After the turbulence following the so-called “mini-Budget” in September and the subsequent downfall of the former Prime Minister Liz Truss, the reaction of financial markets to the Autumn Statement on 17 November will have been at the forefront of government ministers’ minds. The government will have felt a sense of relief on this front: market expectations for interest rates and yields on gilts barely moved following the statement. But while achieving short-term financial market stability was a critically important objective, the overall package of measures remains controversial. The £55bn of fiscal tightening has been announced just as the economy is moving into recession.
This fiscal consolidation is somewhat different to that pursued in the early 2010s. The scale of the tightening is not as large and the composition is different with tax rises doing more of the tightening this time around. And of the spending restraint that was announced, a large chunk has been postponed until after the next general election – for example, lowering the growth of departmental spending across Whitehall will only start to kick- in from 2025-26.
The economic backdrop to this Budget was gloomy, with the UK facing the dual problem of high inflation and a slowing economy. In the UK, multiple indicators were already flashing red with consumer confidence registering at record lows and business PMIs indicating contraction of both the services and manufacturing sectors. You would see a similar picture in many other Western economies although the UK faces its own unique challenges, not least with its labour market. The growth in inactivity rates is an especially concerning problem given that this has been observed much more strongly in the UK compared to many of its G7 counterparts. The UK has also, of course, suffered from a slowdown in trade due to bureaucratic burdens associated with Brexit.
While some of the constraint on spending has been deferred, the fiscal statement imposes some short-term measures that will affect consumer spending during the impending downturn. Alongside tax policies that will eat into pay packets – such as the freezing of various tax thresholds – the government is committed to a much less generous energy price guarantee from April 2023, with a the energy cap due to be lifted by 20% along with the removal of £400 support for households. This could mean that the UK ends up facing a deeper recession than many of its counterparts: it is notable that other major western economies are yet to announce a withdrawal of energy price support so soon.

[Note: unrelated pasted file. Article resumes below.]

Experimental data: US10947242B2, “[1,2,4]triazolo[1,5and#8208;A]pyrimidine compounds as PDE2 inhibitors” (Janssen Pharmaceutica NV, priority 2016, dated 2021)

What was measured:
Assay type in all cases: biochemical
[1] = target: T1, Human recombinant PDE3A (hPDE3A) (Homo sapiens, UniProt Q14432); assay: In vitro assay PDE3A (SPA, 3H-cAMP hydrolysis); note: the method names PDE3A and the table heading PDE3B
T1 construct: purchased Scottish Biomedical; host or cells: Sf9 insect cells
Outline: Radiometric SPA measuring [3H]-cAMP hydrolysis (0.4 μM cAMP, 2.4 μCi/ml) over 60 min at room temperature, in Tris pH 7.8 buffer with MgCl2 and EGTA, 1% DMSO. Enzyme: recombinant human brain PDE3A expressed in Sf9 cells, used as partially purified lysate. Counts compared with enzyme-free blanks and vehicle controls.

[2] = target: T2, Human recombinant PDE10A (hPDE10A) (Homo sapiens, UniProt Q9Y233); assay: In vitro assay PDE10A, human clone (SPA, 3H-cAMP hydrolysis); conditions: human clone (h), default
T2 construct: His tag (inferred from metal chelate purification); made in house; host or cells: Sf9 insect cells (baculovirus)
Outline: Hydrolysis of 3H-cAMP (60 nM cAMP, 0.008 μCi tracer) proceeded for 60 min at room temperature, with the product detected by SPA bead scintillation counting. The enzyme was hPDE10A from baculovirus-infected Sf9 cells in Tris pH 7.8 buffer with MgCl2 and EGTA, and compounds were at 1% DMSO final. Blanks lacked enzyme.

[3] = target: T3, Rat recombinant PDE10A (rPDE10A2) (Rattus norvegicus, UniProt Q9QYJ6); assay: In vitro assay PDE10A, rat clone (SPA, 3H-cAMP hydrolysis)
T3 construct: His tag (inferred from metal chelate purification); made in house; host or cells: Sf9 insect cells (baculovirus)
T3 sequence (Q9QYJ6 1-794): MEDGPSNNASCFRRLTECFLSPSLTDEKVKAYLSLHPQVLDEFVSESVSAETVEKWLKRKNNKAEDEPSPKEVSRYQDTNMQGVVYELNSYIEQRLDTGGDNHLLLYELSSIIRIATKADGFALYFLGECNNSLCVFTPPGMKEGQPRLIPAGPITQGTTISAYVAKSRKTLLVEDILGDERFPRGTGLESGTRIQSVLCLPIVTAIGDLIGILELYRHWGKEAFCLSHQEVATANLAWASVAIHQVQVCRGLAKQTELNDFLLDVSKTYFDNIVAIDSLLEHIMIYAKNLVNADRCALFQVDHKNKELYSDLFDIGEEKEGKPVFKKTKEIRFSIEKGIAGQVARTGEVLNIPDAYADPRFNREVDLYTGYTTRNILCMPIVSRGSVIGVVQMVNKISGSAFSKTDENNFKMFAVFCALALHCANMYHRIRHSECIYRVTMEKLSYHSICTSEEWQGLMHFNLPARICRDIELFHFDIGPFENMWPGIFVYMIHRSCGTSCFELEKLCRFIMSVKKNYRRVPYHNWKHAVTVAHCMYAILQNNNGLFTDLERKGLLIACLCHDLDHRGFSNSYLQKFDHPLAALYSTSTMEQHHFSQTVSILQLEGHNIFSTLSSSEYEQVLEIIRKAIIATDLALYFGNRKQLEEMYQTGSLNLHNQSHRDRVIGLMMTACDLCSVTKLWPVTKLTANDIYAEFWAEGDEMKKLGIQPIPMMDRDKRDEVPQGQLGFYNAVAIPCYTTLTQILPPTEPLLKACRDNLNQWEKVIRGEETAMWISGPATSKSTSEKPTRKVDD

Without the benefit of a positive external shock – for example, a cessation of the war in Ukraine – the UK economy is in for a difficult twelve to eighteen months. Some of the projections from the Office for Budget Responsibility are really quite striking. For example, real household disposable income is due to fall 4.3% in 2022-23, which would be the biggest drop on record.
The Bank of England now has a tricky balancing act between suppressing any signs of domestically-led inflationary pressures and ensuring that the downturn is not unnecessarily protracted, while also of course being on guard for any financial stability risks that could come about from the upcoming correction in the property market. At the time of writing, market expectations are for interest rates to peak at around 4.5%; we remain of the view that rates will peak somewhat below this at around 4% as the Bank of England weighs up all of the considerations.
Daniel Mahoney, UK Economist